Skip to comments.The Forum: Rehabilitating Luther: a London Times theory
Posted on 03/06/2008 6:00:53 PM PST by markomalley
The Forum: Rehabilitating Luther: a London Times theory
by Phil Lawler
special to CWNews.com
Mar. 6, 2008
"Pope Benedict is to rehabilitate Martin Luther," announces reporter Richard Owen in the eye-catching opening phrase of his story in the London Times.
Reports that appear in the Times often find their way into other news stories. That is unfortunate, because the Times has a track record of sensational and misleading coverage of Vatican affairs. This story provides one more example.
Here are the facts that Owens supplies:
Can one logically conclude, from those two facts, that the Pope will "rehabilitate" Luther? No; not even close.
Cardinal Kasper certainly must be taken seriously. As president of the Pontifical Council for Christian Unity he plays a key role in ecumenical dialogue. But Richard Owen is not reporting on an initiative taken by Kasper's office; he says that the Pope will issue a statement at the conclusion of an informal seminar.
Ordinarily these summer seminars do not result in formal statements, much less papal policy statements. Yet the Times story leads readers to believe that this year's session will end with a very important declaration of Church teaching. Moreover, several months before the conversation between the Pope and his old students even begins, Owen tells us what conclusions that seminar will reach.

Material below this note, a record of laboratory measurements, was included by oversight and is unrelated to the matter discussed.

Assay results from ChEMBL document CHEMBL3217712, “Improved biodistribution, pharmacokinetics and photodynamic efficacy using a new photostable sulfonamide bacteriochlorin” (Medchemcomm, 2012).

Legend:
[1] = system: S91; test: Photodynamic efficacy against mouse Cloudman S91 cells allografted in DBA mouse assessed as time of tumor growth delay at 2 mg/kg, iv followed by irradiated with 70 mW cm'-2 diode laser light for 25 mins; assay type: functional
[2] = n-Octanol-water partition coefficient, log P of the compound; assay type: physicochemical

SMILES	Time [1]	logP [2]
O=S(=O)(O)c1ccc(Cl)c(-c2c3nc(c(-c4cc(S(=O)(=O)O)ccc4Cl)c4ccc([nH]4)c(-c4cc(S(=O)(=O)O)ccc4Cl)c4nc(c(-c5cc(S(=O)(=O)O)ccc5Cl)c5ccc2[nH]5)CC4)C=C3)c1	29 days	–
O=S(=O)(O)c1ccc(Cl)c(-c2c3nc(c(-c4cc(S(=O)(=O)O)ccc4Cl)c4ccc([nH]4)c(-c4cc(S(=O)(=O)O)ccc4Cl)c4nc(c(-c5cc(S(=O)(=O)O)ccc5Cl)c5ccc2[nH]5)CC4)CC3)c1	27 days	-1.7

Owen cites "Vatican insiders" to buttress his prediction that Pope Benedict will find Luther innocent of heresy. But who are these insiders, and where is the evidence for their remarkable prediction? You won't find those questions answered in the Times story.
Citing Cardinal Kasper again-- but, significantly, not quoting him directly-- Owen says that the Pope's statement on Luther will have a positive impact on Catholic-Protestant relations. He continues: "It is also designed to counteract the impact of July's papal statement describing the Protestant and Orthodox faiths as defective and not proper Churches."
Wrong, wrong, and wrong. The document issued by the Vatican last July was not a papal statement but a "Response to Questions" from the Congregation for the Doctrine of the Faith. It said that the Protestant denominations, lacking the Eucharist, "cannot, according to Catholic doctrine, be called 'Churches' in the proper sense"-- a formulation that is subtly but significantly different from the inaccurate quotation in the Times article. Finally, the Vatican statement did not apply the same criticism to the Orthodox churches; on the contrary it affirmed that they should be recognized by Catholics as "sister churches."
If the Times report can cram three significant errors of fact into a single sentence, how likely is it that the paper's predictions are accurate? Prudent readers can make their own judgments.
martin luther is responsible for more lost souls that any other person in history
Luther, part 2
That would be why Marin Luther is likely burning in hell.
Can you please enlighten me as to what you believe Luther taught that would lead people to end up in hell?
Well, what about all that trash he talked about the purchase of papal indulgences? Jesus expressly authorized them in the Sermon on the Mount, didn't he?
Can you please point out the place in the sermon on the mount where Christ authorized the church to sell indulgences?
I guess my attempt at making a point with humor failed utterly. My bad. Of course Christ authorized no such thing in the sermon on the mount or elsewhere. Yet the principal reason the Catholic Church branded Luther a heretic was his attack on the Pope's innovative financing scheme and his insistence that scripture was the source of Christianity, not the institution of the Church.